Long-term results of operation for non-small cell lung cancer in the elderly

Ann Thorac Surg. 1990 Dec;50(6):919-22. doi: 10.1016/0003-4975(90)91119-v.


We surgically treated 185 patients with non-small cell lung cancer who were 70 years old or older. The operative mortality rate was 3%, and the 5-year survival rate was 48%. The mortality and prognosis were similar to those in younger patients. The number of elderly patients who smoked heavily or who had ventilatory defects was high, but the incidence of pneumonectomy was low. There were no differences based on age in regard to histological type, TNM classification, and curability. Pulmonary complications occurred in 21% of the elderly patients and were correlated with preoperative pulmonary function and smoking habits. When the elderly are to undergo elective pulmonary resection for lung cancer, the preoperative evaluation of pulmonary function should be thorough, and both preoperative and postoperative physical therapy should be given. If postoperative pulmonary function is predicted to be less than 0.8 L/m2 of vital capacity and 0.6 L/m2 of forced expiratory volume in 1 second, a limited resection or nonsurgical therapy should be considered.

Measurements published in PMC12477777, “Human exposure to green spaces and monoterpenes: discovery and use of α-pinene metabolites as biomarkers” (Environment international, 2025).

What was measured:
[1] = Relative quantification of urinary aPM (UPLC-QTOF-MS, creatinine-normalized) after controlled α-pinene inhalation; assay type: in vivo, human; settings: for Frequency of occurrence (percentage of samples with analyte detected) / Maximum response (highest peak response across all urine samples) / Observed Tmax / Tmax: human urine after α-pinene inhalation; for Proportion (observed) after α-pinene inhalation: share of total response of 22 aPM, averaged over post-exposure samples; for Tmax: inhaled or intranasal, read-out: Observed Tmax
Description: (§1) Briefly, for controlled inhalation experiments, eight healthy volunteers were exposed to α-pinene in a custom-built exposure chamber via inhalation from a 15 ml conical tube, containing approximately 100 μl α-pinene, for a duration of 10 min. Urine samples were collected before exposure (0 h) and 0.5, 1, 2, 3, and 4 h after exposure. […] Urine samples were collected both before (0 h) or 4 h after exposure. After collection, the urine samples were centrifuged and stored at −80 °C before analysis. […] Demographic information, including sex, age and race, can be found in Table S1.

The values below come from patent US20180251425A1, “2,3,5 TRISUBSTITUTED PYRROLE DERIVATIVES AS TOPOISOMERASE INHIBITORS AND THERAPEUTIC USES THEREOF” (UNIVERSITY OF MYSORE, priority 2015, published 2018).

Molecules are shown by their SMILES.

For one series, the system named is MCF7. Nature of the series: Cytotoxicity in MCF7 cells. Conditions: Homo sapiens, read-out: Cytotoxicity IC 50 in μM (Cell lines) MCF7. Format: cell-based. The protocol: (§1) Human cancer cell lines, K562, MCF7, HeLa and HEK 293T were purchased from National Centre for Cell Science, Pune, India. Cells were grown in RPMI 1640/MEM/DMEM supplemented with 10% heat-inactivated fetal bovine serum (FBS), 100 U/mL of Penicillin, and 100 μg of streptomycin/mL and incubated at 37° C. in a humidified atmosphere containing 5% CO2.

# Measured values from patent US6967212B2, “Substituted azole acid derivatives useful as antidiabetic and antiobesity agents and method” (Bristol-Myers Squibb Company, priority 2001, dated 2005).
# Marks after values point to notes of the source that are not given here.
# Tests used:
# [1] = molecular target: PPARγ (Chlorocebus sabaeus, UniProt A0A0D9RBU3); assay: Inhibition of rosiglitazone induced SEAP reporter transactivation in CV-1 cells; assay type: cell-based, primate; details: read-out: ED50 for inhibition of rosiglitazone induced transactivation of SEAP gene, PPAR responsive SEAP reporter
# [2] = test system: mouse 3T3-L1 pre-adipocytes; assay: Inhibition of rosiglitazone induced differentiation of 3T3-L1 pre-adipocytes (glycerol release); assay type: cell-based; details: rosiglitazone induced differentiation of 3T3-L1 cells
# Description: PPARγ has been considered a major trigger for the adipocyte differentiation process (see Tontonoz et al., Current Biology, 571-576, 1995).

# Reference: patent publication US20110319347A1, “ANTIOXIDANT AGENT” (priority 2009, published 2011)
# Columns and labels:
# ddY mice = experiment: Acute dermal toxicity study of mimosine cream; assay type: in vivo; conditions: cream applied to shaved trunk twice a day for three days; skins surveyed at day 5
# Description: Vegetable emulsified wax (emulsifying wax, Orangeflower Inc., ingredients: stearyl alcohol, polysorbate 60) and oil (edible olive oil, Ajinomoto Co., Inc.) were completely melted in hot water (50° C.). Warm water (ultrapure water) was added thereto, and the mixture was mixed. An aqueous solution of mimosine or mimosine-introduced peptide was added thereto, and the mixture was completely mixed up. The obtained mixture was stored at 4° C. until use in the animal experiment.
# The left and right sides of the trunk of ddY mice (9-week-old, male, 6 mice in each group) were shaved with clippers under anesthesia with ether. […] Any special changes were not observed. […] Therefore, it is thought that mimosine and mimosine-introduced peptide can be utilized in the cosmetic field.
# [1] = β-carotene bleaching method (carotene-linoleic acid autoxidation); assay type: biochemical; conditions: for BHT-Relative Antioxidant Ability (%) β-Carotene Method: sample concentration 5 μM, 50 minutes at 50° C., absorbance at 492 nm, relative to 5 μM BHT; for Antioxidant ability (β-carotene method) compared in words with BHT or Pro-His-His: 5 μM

Publication types

  • Comparative Study
  • Research Support, Non-U.S. Gov't

MeSH terms

  • Adult
  • Age Factors
  • Aged
  • Aged, 80 and over
  • Carcinoma, Non-Small-Cell Lung / mortality
  • Carcinoma, Non-Small-Cell Lung / pathology
  • Carcinoma, Non-Small-Cell Lung / physiopathology
  • Carcinoma, Non-Small-Cell Lung / surgery*
  • Female
  • Forced Expiratory Volume / physiology
  • Humans
  • Incidence
  • Lung Neoplasms / mortality
  • Lung Neoplasms / pathology
  • Lung Neoplasms / physiopathology
  • Lung Neoplasms / surgery*
  • Male
  • Middle Aged
  • Pneumonectomy / mortality
  • Pneumonectomy / statistics & numerical data
  • Postoperative Complications
  • Smoking
  • Survival Rate
  • Time Factors
  • Vital Capacity / physiology